All human civilization and culture is founded on the “myth of redemptive violence,” that our “good” violence can be used to stop their “bad” violence. But the Bible reveals that everybody thinks their violence is “good” violence and everyone else’s is “bad.” And when we all try to defeat everyone else’s bad violence with our own “good” violence, the only result is an ever-increasing contagion of violence that threatens to destroy and consume us all.
God’s solution to violence, as primarily revealed in Jesus Christ, is to defeat violence, not with more violence, but with forgiveness. As God incarnate suffered the injustice of false accusations, torture, and being murdered on the cross, He revealed the heart of God when He cried out “Father, forgive them, for they know not what they do.” This is a truth you will not find anywhere else in the world except in Christianity.
And then there is the truth of eternal life. If you ask the average person on the street, or the average person of nearly any religious group (sadly, many in the “Christian religion” as well) what it takes to receive eternal life or spend eternity with God, you will almost always be told that people must try to obey the laws and commandments, be a good person, stop sinning, and do what God says.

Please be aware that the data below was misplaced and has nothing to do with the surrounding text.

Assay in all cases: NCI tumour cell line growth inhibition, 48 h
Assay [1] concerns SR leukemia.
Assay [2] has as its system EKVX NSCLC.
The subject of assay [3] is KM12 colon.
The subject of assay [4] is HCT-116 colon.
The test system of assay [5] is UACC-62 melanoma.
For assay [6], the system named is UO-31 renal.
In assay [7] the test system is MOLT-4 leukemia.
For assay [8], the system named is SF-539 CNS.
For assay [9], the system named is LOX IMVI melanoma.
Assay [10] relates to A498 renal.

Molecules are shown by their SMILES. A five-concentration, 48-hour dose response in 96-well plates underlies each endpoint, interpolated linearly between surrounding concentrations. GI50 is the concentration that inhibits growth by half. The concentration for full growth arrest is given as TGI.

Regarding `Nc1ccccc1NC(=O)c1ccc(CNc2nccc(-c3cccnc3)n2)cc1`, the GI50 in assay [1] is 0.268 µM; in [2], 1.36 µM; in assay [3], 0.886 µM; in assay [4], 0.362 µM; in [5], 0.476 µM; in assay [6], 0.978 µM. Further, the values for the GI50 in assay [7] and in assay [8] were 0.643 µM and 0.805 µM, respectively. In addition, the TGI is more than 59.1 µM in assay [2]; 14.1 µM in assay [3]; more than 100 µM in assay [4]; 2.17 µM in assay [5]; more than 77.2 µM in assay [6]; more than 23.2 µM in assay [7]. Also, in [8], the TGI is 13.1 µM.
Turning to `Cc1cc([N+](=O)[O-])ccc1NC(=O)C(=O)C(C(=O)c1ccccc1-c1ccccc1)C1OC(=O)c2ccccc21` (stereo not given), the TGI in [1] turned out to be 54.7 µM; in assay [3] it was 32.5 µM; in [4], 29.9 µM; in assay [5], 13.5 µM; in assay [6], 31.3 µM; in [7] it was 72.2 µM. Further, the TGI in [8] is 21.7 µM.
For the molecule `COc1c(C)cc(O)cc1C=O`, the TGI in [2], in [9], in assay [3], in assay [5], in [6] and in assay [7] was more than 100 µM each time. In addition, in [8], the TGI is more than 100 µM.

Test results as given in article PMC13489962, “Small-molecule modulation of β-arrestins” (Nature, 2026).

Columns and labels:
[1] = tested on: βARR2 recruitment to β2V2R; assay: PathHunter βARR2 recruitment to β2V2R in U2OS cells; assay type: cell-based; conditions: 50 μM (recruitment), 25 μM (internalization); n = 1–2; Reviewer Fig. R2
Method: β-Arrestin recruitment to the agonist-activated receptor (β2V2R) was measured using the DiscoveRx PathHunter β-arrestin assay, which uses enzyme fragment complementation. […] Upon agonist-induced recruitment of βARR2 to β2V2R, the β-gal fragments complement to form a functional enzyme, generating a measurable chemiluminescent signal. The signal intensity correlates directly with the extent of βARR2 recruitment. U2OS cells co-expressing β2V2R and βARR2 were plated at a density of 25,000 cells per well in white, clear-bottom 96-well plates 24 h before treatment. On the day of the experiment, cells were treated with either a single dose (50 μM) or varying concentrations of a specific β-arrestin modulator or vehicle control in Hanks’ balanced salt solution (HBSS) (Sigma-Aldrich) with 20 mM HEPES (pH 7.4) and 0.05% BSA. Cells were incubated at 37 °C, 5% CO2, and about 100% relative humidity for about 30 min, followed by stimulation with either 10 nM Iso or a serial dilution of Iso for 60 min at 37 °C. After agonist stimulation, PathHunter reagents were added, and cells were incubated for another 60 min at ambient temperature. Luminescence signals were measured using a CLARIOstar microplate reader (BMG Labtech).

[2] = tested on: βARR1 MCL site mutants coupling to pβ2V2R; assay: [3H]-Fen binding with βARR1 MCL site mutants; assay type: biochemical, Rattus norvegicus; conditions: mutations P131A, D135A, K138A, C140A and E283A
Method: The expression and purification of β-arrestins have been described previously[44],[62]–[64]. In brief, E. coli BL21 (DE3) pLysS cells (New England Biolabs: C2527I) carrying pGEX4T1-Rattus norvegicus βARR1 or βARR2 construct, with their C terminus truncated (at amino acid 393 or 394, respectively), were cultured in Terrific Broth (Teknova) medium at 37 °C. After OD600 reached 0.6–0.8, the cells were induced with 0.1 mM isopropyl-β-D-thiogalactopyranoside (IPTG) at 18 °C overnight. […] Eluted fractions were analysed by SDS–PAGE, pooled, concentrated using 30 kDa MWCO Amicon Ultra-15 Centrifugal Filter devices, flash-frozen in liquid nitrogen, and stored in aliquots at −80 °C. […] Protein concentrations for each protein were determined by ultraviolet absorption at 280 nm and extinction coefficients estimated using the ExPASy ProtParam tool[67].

But the good news of Christianity does not teach this. The gospel teaches that since we can never be good enough to earn our way to heaven, since we can never do enough good works to merit eternal life, God decided to give eternal life as a free gift to anyone who wants it. God wants to spend eternity with us, but since we cannot ever work our way into God’s good graces, God decided to extend His grace to us freely.
Eternal life is the absolutely free gift of God to anyone and everyone who simply and only believes in Jesus for it (John 3:16; 5:24; 6:47; etc.). This absolutely free offer of eternal life by God’s grace is another truth that is unique to Christianity.